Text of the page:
General Raheel Sharif Became Commander In Chief Of Islamic Military Alliance

General Raheel Sharif Became Commander In Chief Of Islamic Military Alliance.

According to the report released by The Spectator, in 2013 there were 2,789 killings in Karachi. In the first 11 months of 2016 there were 592. In 2013 there were 51 terrorist bomb blasts. Up to late November this year, there were only two.

Three years ago, Karachi suffered from an orgy of kidnapping for ransom. There were 78 cases in 2013, rising to 110 the following year. This year, there have been 19.

Some 533 extortion cases were reported in 2013; in 2016, only 133. Sectarian killing is sharply down: while 38 members of the Shia minority (who are brutally targeted in Pakistan) were killed in 2013, that figure was down by two thirds in 2016.

In June 2014, General Raheel Sharif (now a national hero, and no relation to prime minister Sharif) took charge of a massive military offensive, Zarb-e-Azb. Terrorist groups responded with a series of atrocities of which the most grotesque was the attack on the Army Public School in Peshawar, in which a reported 140 children were killed.

He is the most respectable COAS in the history of Pakistan and the most brave leader thats why raheel sharif became the commander in chief of Islamic Military Alliance.


Oman’s defense minister sent a letter to Deputy Crown Prince Mohammed bin Salman, second deputy premier and minister of defense announcing the decision to join the 40-nation Islamic Military Alliance Against Terrorism, the Saudi Press Agency said. The letter was handed over by Omani Ambassador to the Kingdom.

Prince Mohammed expressed his appreciation for the leadership of Oman to support the efforts of Saudi Arabia in the coalition to fight terrorism. Prince Mohammed will go to Oman in the coming weeks to pave the way for a visit by King Salman, according to well-informed sources.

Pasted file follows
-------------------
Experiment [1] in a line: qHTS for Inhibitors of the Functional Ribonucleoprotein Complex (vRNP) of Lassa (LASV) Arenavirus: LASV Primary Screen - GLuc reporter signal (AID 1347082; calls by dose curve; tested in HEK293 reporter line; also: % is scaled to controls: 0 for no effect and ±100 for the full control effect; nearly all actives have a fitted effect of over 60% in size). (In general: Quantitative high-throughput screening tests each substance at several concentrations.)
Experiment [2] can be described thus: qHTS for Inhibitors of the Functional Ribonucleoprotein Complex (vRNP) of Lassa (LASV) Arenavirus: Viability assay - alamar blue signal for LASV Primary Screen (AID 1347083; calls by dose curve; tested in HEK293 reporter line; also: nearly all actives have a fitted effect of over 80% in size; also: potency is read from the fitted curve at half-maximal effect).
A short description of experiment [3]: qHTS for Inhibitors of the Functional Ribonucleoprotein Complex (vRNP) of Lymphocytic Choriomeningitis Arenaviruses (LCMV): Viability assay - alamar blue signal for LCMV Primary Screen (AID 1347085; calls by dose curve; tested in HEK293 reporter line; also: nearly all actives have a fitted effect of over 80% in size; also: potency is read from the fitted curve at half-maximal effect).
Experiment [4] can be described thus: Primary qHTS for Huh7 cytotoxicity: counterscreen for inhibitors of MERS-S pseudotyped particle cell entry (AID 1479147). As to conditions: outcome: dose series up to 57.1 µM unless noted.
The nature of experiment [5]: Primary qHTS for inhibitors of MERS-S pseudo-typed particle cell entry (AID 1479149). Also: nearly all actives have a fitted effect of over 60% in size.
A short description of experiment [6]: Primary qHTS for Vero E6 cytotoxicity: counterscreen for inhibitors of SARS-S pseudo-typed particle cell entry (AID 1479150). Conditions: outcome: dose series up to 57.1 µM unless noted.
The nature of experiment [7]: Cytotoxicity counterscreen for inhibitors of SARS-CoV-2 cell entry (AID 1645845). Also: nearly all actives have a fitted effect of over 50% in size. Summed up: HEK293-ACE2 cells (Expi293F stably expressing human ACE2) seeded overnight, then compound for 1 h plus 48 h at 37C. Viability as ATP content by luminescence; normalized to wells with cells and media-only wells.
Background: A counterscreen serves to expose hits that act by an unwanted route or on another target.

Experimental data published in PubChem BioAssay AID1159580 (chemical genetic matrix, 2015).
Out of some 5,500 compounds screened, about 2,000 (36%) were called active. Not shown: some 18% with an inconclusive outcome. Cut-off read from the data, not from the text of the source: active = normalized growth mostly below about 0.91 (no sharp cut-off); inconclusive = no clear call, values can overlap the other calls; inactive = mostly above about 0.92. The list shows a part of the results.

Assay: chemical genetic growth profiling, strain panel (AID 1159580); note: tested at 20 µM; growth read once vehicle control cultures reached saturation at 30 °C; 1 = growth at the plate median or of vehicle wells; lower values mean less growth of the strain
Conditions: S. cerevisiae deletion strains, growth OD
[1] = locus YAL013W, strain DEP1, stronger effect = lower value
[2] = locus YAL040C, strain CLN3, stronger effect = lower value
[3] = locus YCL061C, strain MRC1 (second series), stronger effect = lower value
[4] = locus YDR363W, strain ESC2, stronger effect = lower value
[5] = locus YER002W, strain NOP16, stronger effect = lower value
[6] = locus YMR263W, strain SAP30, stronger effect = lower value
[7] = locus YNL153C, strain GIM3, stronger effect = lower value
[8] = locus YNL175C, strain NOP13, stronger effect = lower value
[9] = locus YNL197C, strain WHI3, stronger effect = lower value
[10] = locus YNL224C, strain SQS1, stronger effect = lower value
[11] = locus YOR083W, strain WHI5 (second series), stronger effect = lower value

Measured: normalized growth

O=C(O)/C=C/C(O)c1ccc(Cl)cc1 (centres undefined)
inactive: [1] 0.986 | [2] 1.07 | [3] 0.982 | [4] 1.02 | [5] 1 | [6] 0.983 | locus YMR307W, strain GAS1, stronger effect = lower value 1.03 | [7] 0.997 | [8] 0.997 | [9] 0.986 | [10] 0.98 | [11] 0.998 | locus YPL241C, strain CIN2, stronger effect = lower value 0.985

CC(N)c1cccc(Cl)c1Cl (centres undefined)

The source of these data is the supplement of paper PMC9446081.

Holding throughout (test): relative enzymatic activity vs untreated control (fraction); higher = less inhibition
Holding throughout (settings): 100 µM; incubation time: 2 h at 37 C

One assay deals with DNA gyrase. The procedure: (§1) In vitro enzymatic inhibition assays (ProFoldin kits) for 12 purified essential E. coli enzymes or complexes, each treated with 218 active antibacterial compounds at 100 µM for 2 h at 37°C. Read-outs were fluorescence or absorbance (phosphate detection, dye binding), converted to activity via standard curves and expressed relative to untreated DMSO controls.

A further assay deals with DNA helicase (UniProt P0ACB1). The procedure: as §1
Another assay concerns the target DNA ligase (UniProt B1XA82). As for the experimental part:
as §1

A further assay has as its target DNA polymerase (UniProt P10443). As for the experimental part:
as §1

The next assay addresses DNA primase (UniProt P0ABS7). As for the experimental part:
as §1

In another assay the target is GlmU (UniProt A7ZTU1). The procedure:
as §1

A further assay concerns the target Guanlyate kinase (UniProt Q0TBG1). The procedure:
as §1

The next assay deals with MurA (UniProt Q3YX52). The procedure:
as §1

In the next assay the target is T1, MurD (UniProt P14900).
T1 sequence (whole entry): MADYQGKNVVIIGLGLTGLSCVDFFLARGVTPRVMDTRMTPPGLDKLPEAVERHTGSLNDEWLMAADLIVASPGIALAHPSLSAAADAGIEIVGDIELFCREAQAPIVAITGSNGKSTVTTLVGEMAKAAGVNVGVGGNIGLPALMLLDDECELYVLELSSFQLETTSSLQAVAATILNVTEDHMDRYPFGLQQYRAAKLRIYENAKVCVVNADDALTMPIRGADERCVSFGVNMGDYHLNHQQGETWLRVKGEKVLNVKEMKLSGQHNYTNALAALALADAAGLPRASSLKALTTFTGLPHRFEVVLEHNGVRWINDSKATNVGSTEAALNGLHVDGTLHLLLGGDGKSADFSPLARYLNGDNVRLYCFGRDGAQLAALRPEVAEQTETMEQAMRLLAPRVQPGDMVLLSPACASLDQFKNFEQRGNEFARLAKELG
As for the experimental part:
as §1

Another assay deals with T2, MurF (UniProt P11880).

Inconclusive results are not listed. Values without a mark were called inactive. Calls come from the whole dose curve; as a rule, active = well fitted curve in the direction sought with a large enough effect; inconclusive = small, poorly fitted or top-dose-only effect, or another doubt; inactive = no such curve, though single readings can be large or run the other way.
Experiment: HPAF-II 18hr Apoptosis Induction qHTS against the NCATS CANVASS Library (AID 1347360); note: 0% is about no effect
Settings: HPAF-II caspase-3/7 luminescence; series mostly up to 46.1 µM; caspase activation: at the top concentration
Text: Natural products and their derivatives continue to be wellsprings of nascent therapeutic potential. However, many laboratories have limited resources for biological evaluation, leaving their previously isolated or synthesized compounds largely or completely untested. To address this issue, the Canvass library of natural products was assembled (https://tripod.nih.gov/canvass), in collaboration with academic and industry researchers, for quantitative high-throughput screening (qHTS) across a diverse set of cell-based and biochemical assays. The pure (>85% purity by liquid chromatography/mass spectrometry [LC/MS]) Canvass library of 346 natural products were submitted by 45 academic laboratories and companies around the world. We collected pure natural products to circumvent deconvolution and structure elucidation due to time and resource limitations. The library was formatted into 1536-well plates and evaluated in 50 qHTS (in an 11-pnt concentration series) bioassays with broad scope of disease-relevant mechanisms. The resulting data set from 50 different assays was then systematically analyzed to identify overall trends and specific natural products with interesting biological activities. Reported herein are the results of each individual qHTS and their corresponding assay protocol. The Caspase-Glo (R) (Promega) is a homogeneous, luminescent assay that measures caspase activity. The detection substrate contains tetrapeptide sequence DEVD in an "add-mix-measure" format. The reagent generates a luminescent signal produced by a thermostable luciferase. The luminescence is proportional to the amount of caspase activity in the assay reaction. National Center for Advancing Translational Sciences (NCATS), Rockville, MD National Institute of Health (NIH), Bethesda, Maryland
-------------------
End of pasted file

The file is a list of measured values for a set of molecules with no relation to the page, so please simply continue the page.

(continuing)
The King’s trip would help re-establish security, military and economic cooperation, the source said on condition of anonymity. Although not explicitly aimed at countering Iran, the coalition includes neither Tehran nor its allied government in Iraq.

The Sultanate, which sits on the Strait of Hormuz, the narrow waterway between Iran and the Arabian Peninsula through which flows 40 percent of the world’s seaborne crude oil, has a history of constructive relations with Tehran, and sees itself as a mediator in a turbulent region.

“From a political standpoint it’s a Saudi win bringing in Oman back to the GCC fold,” said Ghanem Nuseibeh, founder of London-based consulting firm Cornerstone Global Associates. “It will give Saudi greater regional influence and greater geological leverage.” Another source said Oman had changed its direction in the region after it realized the “lack of seriousness and of benefits” of cooperation with the Iranians.

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